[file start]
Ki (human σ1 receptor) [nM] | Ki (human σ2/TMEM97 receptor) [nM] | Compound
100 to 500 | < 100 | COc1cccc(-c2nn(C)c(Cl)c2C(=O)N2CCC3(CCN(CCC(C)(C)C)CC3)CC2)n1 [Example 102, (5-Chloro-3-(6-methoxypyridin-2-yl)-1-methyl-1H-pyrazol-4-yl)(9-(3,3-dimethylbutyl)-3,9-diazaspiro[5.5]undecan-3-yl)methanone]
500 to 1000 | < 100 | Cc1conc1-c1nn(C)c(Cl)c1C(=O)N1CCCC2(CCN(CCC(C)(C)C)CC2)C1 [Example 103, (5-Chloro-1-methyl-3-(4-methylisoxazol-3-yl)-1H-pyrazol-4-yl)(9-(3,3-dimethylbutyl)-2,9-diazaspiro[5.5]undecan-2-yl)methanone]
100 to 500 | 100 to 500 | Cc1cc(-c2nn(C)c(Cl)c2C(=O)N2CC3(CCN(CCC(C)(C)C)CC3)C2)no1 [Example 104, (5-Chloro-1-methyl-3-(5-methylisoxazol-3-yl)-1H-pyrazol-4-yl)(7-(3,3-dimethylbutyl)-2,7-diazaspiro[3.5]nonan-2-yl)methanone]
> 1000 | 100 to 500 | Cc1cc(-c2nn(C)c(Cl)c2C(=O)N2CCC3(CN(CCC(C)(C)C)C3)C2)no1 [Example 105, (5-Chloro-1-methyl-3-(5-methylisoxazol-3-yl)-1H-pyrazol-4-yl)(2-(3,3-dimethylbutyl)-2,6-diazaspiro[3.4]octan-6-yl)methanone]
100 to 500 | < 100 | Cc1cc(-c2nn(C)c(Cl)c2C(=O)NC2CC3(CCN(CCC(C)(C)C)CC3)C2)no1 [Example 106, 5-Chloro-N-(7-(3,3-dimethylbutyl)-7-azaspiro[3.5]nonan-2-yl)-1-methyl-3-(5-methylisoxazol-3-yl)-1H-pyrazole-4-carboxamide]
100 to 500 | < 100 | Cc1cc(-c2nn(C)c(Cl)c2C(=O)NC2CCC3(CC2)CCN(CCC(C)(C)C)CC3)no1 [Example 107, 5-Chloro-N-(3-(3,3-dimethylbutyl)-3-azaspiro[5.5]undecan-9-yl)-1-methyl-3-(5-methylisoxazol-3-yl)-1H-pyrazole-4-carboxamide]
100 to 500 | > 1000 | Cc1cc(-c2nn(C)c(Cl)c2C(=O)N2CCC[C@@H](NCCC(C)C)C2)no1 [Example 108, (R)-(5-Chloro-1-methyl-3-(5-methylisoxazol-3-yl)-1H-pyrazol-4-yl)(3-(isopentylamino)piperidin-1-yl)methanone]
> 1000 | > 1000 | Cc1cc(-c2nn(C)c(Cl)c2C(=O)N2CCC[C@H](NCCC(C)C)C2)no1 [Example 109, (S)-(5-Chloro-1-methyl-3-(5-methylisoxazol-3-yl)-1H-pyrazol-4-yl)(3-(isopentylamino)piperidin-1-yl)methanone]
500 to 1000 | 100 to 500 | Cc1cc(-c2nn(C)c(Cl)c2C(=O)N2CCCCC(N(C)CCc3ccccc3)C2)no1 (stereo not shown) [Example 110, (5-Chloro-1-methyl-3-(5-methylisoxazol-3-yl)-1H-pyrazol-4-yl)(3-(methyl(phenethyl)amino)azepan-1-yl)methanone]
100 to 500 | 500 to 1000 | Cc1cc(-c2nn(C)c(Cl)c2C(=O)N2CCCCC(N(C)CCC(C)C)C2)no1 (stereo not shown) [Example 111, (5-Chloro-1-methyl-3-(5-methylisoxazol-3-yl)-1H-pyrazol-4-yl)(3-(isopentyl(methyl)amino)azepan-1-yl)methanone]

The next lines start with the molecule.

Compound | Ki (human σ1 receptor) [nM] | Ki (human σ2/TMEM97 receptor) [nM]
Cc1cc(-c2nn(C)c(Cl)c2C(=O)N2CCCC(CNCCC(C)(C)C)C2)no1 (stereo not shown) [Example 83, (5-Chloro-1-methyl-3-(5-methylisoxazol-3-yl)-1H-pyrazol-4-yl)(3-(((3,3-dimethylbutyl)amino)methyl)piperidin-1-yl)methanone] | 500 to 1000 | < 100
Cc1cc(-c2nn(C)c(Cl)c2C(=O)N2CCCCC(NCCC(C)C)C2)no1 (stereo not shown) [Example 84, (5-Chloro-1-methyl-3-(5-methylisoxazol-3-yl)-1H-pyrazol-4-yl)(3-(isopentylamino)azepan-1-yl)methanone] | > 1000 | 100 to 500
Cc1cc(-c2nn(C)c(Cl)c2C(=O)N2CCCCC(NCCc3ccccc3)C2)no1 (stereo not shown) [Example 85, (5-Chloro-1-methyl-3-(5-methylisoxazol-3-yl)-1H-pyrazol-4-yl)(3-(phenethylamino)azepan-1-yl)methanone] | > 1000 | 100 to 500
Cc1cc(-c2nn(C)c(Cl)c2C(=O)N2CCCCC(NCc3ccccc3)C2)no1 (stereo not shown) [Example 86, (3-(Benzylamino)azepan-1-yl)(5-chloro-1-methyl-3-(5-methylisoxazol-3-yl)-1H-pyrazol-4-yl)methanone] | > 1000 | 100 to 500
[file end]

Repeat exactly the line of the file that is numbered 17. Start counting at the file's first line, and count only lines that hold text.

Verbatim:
Cc1cc(-c2nn(C)c(Cl)c2C(=O)N2CCCCC(NCc3ccccc3)C2)no1 (stereo not shown) [Example 86, (3-(Benzylamino)azepan-1-yl)(5-chloro-1-methyl-3-(5-methylisoxazol-3-yl)-1H-pyrazol-4-yl)methanone] | > 1000 | 100 to 500